Making the Most of Online Community

If you’re in a situation like mine (read: living in the middle of nowhere) it can be somewhat hard to find your place within a community in-person. I know that I certainly haven’t, but I’m putting more efforts towards that. More on that in the future.

This means that you likely rely on internet communities in order to feel connected. There are positives and negatives to internet communities, of course. The most obvious positive is that you’re put in contact with a large, diverse, group of people. The negative is that some of those people may not be the type you want to be rubbing elbows with. I don’t like to interact with White Supremacists, and they have an unfortunate tendency to crop up in online Heathen communities. There are groups actively working to combat this, and yet it still happens.

So, how do you decide if an online community is right for you?

  • Are there people you already know in the community?
  • Do they have clearly established rules/bylaws/community guidelines?
  • Are they active?
  • If it is an open group, spend some time observing what kind of posts are most often made. Can you stand seeing those posts on a daily basis, or are they interesting to you?

I, personally, wouldn’t want to participate in a group that doesn’t have clearly established community guidelines at the very least. I’m a member of one such group and I’m waiting to see how it pans out. I go through the list above, or one like it, whenever I am considering joining a group. If it is a closed group, it is harder to judge the kinds of posts that you’re going to see on a daily basis. If you’re concerned about being inundated with Vikings memes, I’d consider asking an admin or mod about what kinds of posts they see on a daily basis.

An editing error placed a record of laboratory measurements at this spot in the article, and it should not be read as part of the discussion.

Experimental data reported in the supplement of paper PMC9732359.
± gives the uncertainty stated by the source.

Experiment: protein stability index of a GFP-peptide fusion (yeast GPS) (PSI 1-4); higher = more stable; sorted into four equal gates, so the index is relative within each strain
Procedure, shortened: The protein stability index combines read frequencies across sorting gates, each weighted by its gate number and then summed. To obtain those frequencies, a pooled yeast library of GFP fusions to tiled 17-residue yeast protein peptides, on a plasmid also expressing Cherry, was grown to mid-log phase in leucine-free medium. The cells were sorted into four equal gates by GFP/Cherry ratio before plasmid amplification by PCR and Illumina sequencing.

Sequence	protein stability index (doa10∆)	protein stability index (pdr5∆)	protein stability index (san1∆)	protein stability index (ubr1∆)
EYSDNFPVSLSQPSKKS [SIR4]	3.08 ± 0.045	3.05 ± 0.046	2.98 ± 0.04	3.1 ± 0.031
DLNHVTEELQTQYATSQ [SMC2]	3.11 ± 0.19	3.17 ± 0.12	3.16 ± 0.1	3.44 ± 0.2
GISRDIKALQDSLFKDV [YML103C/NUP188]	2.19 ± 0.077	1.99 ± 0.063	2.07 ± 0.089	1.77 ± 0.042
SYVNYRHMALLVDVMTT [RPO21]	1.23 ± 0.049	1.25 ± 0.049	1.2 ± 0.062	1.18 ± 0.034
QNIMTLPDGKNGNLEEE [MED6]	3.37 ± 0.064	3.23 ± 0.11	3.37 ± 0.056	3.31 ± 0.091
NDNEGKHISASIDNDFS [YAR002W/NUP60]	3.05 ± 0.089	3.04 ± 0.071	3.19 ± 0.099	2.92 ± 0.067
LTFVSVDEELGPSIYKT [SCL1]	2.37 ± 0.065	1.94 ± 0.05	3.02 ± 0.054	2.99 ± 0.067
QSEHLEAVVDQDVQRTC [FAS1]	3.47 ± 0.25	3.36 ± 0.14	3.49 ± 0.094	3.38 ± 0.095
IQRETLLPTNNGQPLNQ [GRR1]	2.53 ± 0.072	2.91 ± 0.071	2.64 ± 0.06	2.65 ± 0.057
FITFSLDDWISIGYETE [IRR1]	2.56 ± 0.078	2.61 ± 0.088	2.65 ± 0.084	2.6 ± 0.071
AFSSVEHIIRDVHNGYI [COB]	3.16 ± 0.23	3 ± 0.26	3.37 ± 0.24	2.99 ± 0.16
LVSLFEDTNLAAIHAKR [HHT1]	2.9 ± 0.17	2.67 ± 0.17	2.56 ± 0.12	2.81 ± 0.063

After you’ve joined a group, there is one way to make the most of it — participate! I wouldn’t thunder in making declarative posts, but it is a good idea to establish yourself as a community member by participating. Even if that participation is something as simple as writing “cool!” in response to someone else’s post, you’ve still participated. If you’re too shy to jump right in, there’s nothing wrong with waiting and observing until you feel comfortable enough to say something.

Huginn’s Heathen Hoff has informative content, as well as a decently active Facebook page. I would say this is a good start if you want information on Heathenry around the world, but you’re not wanting to participate too, too much.

The Asatru Community has some good resources as well, and an active Facebook page that I would recommend if you’re wanting to engage more — and you don’t mind the occasional bit of side chatter (though still Heathen related).

If you’re a member of any Heathen organizations, it would be a good idea to join their Facebook groups and participate there.

Now, participation doesn’t have to be a big deal. You don’t have to start writing sweeping editorials if you’re not comfortable with that. As I said above, participation can be as simple as commenting on someone else’s post. It puts you in contact with others, which (if you’re seeking community) is the goal here.


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